SHARE

Ex-Golden Eaglets and Super Eagles forward, Jonathan Akpoborie, will never forget the privilege of playing alongside the likes of late Rasheed Yekini, Stephen Keshi and Ben Iroha, among others. In this interview with The Point, the 47-year-old Akpoborie, who got attracted to the round leather game while at Igbobi College, speaks on his music adventure among other issues. Excerpts…

What inspired you to play football?

Watching big stars like Michael Dominic, Dehinde Akilotun train during my first time in school encouraged me more to play football. Every time we finished training, we spoke to ourselves. This encouraged me to say that I wanted to play football.

When exactly did your career as a footballer start?

In secondary school, I actually started as a defender. My nickname then was Odiye because there was a day we were playing against our seniors, they played the ball and I deflected it into our net. From that day, the name went with me all through Igbobi College. (laughter). I was always playing with people bigger than me and they felt I should play in the attack. That was how I started playing in the outside right position. However, playing the central defence does not mean that you must be tall; it depends on your anticipation and intelligence when you are playing.

How did you make it to the Golden Eaglets squad that won the first FIFA U-17 World Cup in 1985?

Every time after school, we usually played five-a-side felele. On this day, we were playing and Savannah was training at the Igbobi College ground also. After we finished training, the coach, Baba Ali, called me and said that he would like me to train with them. I acknowledged and said fine. That was how everything started. I didn’t even play a match for them before Federal Housing Authority spotted me. I played just the Ministerial Cup and it was in the final game. After the match, a reporter gave me a letter to go and train with the U-17. That was how everything started.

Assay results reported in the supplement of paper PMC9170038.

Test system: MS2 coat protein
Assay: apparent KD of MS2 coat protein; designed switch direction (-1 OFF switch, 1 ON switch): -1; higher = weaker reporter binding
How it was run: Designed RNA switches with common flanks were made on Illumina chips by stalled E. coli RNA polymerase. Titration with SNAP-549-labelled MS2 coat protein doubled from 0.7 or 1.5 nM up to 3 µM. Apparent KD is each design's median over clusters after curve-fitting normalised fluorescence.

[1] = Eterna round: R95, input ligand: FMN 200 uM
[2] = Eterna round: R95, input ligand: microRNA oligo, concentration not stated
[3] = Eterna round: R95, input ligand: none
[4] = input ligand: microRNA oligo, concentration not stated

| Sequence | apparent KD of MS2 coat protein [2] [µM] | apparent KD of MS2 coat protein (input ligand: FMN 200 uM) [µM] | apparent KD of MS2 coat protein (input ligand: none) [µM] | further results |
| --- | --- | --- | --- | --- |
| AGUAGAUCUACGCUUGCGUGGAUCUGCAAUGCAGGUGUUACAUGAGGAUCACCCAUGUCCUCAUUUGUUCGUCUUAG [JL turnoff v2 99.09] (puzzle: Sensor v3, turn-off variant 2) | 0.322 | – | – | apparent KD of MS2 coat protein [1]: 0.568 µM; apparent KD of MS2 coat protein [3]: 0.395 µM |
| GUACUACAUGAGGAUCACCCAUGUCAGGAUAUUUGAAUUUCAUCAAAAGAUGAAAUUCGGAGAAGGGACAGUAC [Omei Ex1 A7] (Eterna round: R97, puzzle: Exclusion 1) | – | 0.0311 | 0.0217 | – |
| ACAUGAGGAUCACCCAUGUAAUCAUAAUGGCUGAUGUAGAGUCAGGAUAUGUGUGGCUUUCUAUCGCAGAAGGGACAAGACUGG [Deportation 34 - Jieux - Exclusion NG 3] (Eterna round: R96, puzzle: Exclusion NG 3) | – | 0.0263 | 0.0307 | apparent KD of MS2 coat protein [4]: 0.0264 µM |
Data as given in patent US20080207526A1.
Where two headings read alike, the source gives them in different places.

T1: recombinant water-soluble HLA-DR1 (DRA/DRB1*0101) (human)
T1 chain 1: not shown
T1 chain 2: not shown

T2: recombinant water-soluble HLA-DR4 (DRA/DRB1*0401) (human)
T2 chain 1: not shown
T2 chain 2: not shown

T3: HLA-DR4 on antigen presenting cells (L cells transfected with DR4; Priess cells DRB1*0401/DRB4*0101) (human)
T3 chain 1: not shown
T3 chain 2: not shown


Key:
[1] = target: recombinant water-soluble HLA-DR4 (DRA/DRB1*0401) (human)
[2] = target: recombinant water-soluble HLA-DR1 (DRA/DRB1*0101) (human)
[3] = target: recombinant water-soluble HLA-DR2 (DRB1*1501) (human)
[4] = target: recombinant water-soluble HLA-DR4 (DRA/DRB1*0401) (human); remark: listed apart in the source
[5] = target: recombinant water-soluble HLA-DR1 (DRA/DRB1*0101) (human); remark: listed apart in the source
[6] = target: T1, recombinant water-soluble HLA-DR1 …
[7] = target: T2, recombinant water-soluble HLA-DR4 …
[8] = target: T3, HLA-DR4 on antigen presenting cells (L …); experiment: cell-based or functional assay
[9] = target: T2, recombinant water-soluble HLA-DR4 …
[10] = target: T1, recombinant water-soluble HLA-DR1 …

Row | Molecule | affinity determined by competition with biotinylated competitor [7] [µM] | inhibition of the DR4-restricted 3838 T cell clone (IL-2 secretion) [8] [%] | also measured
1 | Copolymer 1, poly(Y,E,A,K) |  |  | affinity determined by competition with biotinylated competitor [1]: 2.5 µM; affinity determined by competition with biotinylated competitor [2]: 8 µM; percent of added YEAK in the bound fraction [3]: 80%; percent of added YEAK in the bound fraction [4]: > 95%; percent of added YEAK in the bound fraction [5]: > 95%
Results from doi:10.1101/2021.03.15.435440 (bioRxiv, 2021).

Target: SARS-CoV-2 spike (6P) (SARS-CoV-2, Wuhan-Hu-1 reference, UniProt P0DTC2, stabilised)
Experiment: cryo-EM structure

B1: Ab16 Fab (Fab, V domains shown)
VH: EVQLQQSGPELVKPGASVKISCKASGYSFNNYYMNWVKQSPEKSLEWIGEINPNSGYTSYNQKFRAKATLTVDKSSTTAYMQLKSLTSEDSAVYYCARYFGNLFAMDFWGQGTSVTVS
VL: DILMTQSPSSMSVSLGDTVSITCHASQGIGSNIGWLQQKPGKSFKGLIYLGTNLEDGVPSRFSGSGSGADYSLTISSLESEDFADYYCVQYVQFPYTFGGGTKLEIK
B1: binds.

What were some of your experiences in the team?

I will never forget the U-17 experiences for the rest of my life because I was like a novice and had never been around a lot of young footballers like that. Every day, I learned from the likes of Fatai Atere and Nduka Ugbade, who had gone to Sweden and the United States already. For me, it was a very new setting, leaving my parents, my home and my family at that time. It was strange but I had to acclimatise quickly. The screening for the U-17 was unbelievable because I had an injury before then. But the coach had the belief that I was going to deliver even with the injury, as the doctor told him I would play at some time. I was lucky. so I went with them and it was a fantastic run after the game against Italy.

What were the immediate benefits you derived with the rest of the squad after winning the Kodak Cup in China?